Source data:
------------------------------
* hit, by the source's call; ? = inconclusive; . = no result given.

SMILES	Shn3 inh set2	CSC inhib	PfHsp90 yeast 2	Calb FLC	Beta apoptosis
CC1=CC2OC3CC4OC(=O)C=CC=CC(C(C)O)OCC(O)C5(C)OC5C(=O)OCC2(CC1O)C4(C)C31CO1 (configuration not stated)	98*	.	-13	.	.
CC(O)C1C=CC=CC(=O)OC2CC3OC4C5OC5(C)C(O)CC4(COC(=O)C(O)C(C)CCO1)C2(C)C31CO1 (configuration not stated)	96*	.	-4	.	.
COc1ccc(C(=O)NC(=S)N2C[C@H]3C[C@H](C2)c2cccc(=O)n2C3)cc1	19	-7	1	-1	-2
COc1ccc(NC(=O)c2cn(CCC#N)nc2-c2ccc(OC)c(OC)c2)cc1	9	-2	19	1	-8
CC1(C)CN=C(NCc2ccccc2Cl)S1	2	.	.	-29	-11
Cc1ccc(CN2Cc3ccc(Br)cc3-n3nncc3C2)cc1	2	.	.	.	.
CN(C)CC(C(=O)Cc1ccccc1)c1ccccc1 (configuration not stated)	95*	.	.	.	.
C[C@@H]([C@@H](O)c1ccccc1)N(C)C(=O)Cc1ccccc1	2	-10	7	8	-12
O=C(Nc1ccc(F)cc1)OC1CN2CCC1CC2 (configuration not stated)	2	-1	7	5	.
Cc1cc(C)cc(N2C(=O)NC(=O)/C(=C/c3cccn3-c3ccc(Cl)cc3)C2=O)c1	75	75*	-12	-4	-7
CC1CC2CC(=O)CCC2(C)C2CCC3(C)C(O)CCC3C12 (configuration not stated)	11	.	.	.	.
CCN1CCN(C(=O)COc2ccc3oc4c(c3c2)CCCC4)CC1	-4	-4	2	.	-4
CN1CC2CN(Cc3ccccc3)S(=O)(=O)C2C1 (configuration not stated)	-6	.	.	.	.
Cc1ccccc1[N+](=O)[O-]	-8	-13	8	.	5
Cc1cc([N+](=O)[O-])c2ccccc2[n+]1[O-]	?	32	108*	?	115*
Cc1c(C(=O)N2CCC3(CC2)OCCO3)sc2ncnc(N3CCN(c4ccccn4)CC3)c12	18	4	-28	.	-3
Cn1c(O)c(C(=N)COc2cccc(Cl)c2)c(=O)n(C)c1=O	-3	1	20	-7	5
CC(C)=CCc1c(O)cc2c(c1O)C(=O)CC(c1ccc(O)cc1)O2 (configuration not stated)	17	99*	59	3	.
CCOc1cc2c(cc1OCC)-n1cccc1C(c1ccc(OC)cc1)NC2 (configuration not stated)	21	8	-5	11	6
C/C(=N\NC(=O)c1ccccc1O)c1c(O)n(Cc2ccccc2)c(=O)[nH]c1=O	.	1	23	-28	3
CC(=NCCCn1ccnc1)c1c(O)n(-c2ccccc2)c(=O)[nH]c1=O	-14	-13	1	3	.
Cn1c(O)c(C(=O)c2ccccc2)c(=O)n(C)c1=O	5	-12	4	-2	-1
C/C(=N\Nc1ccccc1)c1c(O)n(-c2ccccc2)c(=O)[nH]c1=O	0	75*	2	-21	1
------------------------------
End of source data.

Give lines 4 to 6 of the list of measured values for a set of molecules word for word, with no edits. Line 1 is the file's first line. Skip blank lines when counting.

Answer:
CC(O)C1C=CC=CC(=O)OC2CC3OC4C5OC5(C)C(O)CC4(COC(=O)C(O)C(C)CCO1)C2(C)C31CO1 (configuration not stated)	96*	.	-4	.	.
COc1ccc(C(=O)NC(=S)N2C[C@H]3C[C@H](C2)c2cccc(=O)n2C3)cc1	19	-7	1	-1	-2
COc1ccc(NC(=O)c2cn(CCC#N)nc2-c2ccc(OC)c(OC)c2)cc1	9	-2	19	1	-8